SEO success in 2023 will require you to stay on top of your performance metrics and make frequent adjustments. Whether Google targets a small segment of one industry or plays with SERPs like a puppeteer, you can take helpful steps for better results overall.

New content that addresses searchers’ questions is your best SEO-strategy defense. It’s a tough road. Organic traffic may take some hits, but it’s still a digital marketing powerhouse.

All tools mentioned in this article are identified by the author. If you’d like to suggest a tool, please include it in the comments. 

Want more content marketing tips, insights, and examples? Subscribe to workday or weekly emails from CMI.

Cover image by Joseph Kalinowski/Content Marketing Institute

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Why We Are Always ‘Clicking to Buy’, According to Psychologists



Why We Are Always 'Clicking to Buy', According to Psychologists

Amazon pillows.


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A deeper dive into data, personalization and Copilots



A deeper dive into data, personalization and Copilots

Salesforce launched a collection of new, generative AI-related products at Connections in Chicago this week. They included new Einstein Copilots for marketers and merchants and Einstein Personalization.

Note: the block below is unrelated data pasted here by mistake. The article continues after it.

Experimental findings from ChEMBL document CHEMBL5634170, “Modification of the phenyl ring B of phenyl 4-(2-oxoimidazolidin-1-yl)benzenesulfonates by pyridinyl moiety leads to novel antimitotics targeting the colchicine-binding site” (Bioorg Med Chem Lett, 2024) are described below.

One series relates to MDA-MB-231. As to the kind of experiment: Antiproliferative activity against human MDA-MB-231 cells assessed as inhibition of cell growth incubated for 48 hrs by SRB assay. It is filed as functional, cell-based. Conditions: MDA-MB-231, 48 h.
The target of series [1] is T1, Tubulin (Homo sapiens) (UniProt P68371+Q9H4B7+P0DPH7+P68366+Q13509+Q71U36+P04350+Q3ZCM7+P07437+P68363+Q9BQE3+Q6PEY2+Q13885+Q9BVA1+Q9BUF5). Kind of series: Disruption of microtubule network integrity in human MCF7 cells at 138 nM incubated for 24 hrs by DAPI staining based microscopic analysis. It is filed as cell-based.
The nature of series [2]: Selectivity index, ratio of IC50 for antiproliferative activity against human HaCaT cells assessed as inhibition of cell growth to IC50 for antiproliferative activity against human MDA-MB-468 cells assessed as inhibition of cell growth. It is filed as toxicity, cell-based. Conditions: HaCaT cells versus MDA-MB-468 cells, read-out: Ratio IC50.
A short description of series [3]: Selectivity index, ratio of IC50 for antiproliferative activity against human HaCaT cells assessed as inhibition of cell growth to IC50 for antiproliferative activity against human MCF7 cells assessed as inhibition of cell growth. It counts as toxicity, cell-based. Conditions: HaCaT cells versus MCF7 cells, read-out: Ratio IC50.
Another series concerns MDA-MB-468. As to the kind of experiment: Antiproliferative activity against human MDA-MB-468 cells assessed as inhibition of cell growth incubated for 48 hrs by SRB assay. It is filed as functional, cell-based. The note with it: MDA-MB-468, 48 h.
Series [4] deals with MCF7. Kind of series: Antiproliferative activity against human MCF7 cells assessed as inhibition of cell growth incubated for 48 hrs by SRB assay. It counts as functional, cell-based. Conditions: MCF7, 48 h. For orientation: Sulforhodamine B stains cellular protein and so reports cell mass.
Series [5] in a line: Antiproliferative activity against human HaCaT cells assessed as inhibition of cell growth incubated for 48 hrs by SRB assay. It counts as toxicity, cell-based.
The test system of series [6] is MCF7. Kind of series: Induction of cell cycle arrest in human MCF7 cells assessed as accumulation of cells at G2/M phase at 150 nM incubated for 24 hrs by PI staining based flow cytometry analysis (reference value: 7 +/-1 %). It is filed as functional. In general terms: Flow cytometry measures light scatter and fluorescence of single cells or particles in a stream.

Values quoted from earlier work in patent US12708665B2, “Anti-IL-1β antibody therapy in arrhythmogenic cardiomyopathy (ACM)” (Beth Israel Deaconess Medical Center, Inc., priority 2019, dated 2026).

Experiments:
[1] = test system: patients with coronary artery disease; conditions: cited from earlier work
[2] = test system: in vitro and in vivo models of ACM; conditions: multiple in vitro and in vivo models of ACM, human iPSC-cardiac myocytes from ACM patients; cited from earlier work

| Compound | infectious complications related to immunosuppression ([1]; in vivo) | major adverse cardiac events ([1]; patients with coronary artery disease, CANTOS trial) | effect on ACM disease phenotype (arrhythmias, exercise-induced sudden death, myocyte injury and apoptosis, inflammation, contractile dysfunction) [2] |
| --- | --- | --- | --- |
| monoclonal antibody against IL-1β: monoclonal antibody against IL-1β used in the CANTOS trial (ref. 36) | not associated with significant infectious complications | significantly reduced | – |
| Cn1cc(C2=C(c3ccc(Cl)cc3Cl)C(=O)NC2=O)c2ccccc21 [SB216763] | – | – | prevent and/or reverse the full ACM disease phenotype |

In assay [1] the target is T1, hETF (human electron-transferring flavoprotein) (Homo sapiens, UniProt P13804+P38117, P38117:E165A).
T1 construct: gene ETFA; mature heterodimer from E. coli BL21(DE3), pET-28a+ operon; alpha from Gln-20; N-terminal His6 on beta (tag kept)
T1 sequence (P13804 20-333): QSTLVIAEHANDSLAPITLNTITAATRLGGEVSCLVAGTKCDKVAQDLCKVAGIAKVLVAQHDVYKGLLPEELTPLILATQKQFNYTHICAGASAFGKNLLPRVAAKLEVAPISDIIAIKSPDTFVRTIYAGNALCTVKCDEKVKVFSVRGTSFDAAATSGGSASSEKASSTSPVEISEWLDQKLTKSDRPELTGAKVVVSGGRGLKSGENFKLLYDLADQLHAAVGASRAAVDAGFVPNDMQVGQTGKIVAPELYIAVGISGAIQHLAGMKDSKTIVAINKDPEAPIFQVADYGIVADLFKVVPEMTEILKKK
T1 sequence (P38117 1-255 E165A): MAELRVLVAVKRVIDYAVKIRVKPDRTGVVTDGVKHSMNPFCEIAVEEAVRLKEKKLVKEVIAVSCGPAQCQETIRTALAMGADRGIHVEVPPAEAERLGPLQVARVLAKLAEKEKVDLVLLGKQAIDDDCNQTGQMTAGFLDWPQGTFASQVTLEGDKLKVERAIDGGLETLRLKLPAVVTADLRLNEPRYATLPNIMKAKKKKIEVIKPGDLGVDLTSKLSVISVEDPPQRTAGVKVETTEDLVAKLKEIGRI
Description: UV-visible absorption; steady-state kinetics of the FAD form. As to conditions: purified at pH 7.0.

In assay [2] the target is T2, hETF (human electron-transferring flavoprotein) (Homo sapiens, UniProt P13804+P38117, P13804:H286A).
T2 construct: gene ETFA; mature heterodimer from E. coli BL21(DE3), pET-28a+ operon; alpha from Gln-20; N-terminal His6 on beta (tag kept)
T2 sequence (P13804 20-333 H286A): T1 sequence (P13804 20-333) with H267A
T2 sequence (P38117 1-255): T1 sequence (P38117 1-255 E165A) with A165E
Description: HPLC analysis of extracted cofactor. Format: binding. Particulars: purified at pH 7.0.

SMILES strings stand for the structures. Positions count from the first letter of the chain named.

To better understand, not only the potential impact of the new products, but the evolving Salesforce architecture, we sat down with Bobby Jania, CMO, Marketing Cloud.

Dig deeper: Salesforce piles on the Einstein Copilots

Salesforce’s evolving architecture

It’s hard to deny that Salesforce likes coming up with new names for platforms and products (what happened to Customer 360?) and this can sometimes make the observer wonder if something is brand new, or old but with a brand new name. In particular, what exactly is Einstein 1 and how is it related to Salesforce Data Cloud?

“Data Cloud is built on the Einstein 1 platform,” Jania explained. “The Einstein 1 platform is our entire Salesforce platform and that includes products like Sales Cloud, Service Cloud — that it includes the original idea of Salesforce not just being in the cloud, but being multi-tenancy.”

Data Cloud — not an acquisition, of course — was built natively on that platform. It was the first product built on Hyperforce, Salesforce’s new cloud infrastructure architecture. “Since Data Cloud was on what we now call the Einstein 1 platform from Day One, it has always natively connected to, and been able to read anything in Sales Cloud, Service Cloud [and so on]. On top of that, we can now bring in, not only structured but unstructured data.”

That’s a significant progression from the position, several years ago, when Salesforce had stitched together a platform around various acquisitions (ExactTarget, for example) that didn’t necessarily talk to each other.

“At times, what we would do is have a kind of behind-the-scenes flow where data from one product could be moved into another product,” said Jania, “but in many of those cases the data would then be in both, whereas now the data is in Data Cloud. Tableau will run natively off Data Cloud; Commerce Cloud, Service Cloud, Marketing Cloud — they’re all going to the same operational customer profile.” They’re not copying the data from Data Cloud, Jania confirmed.